The result: you get the excellent search results of the big search engines without the privacy invasion.
We recommend DuckDuckGo, the site responsible for the private browsing study we cited earlier in the article. Other excellent options include Startpage and searx.me.
Use Tor Browser
Tor is quite possibly the most private browser out there. It doesn’t have an Incognito Mode because it itself is like Incognito Mode on steroids.
You may know Tor simply as “the dark web browser.” But it’s actually a heavily modified version of Firefox that’s designed specifically for maximum privacy.
There’s no browser history and no auto-fill, like an always-on Incognito Mode.
But Tor’s real power is in its Onion rerouting network.
All your Tor traffic is bounced around the world before reaching its destination. It passes through several different “nodes” and switches IP addresses at each one.
This means that the sites you visit don’t see your real IP. And since many other Tor users use the same nodes, it’s very difficult to trace your traffic to its destination.
Tor also encrypts your traffic so it’s unreadable by network admins, hackers, ISPs and governments. They’ll be able to see that it’s Tor traffic, but not the actual contents of it.
The biggest downside to using Tor is the speed loss: encryption and rerouting takes time.
Tor may be too slow to use for demanding tasks like streaming, so it’s not an all-purpose solution.
But Tor is free, easy to use and extremely private. We recommend installing it and using it in situations where Incognito Mode doesn’t provide enough protection.
Get a VPN
This is the most comprehensive privacy protection you can get. A virtual private network is indispensable if you’re serious about internet privacy, freedom of information or net neutrality.
It works like this: you install a VPN app on your computer, choose a server location and connect. Your traffic is then encrypted and rerouted to your chosen server.
On the server, your data is decrypted and passed on to its intended destination.
At that destination, your real IP address is unknown – the site sees the VPN server’s IP instead.
Then the process occurs in reverse to show you the website. The site sends data to the VPN server, which encrypts it and sends it back to you.
You can choose a nearby server for top speeds or pick one on the other side of the world for the ultimate disguise. Whichever you choose, the VPN’s encryption prevents anyone along the way from seeing your data.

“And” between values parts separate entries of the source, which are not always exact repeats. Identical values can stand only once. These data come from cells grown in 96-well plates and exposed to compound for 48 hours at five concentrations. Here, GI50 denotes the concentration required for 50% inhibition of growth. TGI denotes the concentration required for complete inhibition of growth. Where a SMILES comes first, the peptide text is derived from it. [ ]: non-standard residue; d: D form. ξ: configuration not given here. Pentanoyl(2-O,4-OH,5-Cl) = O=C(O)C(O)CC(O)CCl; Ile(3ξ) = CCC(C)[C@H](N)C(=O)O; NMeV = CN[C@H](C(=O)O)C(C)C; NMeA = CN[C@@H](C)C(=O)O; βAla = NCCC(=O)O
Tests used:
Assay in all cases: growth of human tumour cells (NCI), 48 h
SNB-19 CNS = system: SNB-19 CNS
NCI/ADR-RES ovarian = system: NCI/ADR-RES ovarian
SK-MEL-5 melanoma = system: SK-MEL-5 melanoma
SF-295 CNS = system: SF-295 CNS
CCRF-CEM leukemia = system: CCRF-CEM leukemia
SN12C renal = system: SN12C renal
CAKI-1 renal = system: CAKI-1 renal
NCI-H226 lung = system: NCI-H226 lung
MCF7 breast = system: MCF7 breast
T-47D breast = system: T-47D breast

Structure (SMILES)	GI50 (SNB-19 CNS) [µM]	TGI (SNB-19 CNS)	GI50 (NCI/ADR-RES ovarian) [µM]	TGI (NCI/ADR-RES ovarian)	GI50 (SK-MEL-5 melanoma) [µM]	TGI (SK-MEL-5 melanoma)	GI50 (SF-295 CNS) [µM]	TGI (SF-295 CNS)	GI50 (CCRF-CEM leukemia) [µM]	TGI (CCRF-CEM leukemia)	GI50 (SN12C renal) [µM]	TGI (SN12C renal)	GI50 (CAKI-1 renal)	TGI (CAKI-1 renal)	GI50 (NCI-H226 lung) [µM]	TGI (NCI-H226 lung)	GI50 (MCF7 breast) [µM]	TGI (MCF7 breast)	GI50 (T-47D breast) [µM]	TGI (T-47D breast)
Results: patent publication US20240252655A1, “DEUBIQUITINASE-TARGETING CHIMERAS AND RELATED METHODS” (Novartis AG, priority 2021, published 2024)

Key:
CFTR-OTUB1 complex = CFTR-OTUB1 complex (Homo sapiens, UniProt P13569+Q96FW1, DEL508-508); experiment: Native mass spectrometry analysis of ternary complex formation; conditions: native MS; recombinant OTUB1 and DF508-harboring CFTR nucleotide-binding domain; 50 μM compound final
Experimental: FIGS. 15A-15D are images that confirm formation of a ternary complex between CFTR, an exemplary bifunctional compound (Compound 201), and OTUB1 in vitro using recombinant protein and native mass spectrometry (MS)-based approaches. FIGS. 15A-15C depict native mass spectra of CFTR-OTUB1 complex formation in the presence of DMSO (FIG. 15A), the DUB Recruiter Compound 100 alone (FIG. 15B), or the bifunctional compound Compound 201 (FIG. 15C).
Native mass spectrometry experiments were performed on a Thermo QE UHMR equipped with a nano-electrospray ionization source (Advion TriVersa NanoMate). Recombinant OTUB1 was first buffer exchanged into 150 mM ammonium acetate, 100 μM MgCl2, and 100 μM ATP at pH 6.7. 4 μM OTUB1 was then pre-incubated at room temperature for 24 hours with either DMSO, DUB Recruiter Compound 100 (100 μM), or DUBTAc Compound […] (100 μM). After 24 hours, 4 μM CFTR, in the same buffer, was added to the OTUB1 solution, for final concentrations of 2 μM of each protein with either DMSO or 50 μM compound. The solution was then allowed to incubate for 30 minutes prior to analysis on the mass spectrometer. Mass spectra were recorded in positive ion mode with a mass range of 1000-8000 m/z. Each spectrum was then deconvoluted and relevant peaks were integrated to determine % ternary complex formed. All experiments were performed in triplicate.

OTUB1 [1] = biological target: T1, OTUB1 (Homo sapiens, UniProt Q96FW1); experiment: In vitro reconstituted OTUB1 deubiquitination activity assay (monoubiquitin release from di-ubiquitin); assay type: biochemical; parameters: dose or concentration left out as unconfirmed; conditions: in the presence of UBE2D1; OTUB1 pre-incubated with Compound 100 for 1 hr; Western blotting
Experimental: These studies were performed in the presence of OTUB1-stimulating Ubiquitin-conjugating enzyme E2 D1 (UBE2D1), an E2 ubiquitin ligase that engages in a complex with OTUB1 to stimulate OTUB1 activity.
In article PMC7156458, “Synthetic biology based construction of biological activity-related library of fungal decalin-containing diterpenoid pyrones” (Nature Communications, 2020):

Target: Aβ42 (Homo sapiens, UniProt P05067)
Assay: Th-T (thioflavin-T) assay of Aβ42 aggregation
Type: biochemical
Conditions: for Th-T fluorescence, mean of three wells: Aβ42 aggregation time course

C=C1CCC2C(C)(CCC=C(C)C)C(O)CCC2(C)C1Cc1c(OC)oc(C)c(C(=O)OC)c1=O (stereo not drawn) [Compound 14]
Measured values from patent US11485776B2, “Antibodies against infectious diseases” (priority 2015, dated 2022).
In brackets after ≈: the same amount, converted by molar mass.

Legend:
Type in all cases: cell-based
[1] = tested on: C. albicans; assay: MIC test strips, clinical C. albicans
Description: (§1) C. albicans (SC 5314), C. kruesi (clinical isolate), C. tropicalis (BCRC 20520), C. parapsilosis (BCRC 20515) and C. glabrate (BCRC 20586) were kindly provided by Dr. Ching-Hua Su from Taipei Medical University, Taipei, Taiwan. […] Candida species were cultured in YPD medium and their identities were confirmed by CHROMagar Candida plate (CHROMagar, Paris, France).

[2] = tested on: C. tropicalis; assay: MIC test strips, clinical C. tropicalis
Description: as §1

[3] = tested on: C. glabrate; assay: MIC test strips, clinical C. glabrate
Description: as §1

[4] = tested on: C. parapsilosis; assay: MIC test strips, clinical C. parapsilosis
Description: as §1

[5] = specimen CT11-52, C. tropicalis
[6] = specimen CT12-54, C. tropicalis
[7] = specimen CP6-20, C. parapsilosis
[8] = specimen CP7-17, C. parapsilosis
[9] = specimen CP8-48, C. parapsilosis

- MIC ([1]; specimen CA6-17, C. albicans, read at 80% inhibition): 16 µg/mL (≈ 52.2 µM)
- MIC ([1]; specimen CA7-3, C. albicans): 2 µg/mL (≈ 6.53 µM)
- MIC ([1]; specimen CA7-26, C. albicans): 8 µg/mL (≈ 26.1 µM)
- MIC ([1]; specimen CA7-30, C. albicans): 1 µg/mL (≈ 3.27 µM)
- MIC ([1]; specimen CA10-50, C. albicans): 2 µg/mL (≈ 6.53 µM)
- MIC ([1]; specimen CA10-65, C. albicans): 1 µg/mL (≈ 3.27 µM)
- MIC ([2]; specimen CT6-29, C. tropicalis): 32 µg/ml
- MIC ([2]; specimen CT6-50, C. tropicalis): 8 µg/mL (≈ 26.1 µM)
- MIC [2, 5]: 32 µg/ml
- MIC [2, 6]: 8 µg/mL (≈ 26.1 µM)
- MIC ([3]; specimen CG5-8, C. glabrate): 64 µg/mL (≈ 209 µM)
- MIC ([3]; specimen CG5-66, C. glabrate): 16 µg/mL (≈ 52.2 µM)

VPNs protect your entire computer, not just your browser. Any app that uses the internet is protected – streaming software, torrent clients, online games, cloud sync apps, you name it.
This makes it the ideal tool for thwarting hackers, slipping past government surveillance and avoiding web trackers. If Incognito Mode can’t handle it, a VPN probably can.
So what’s the catch?
Well, a good VPN will cost you money. There are free ones, but they’re slow, they tend to have poor security and often keep usage logs – the opposite of private!
We highly recommend spending a few bucks a month to get the privacy benefits of a VPN. Some of our favorites are ExpressVPN, IPVanish and NordVPN.
So back to our original question: is Incognito Mode really private?
The answer is yes – but only against other people who use your computer’s browser.
Anyone further up the network, like hackers, ISPs, governments, websites and network admins, can still see everything you do.
So use Incognito Mode for small secrets, like gift shopping and adult hobbies – it’ll do its job just fine.
But skip it if you really want to keep something private, or if you want more control over your data after it leaves your computer.
In those cases, enlist the protection of stronger tools like private search engines, Tor or VPNs.
Incognito or not, we wish you luck on your quest for privacy!
Summary: Incognito Mode supposedly makes your browsing private, but it can only do so much. It’s great for shared computers but can’t do much against hackers and other network snoops.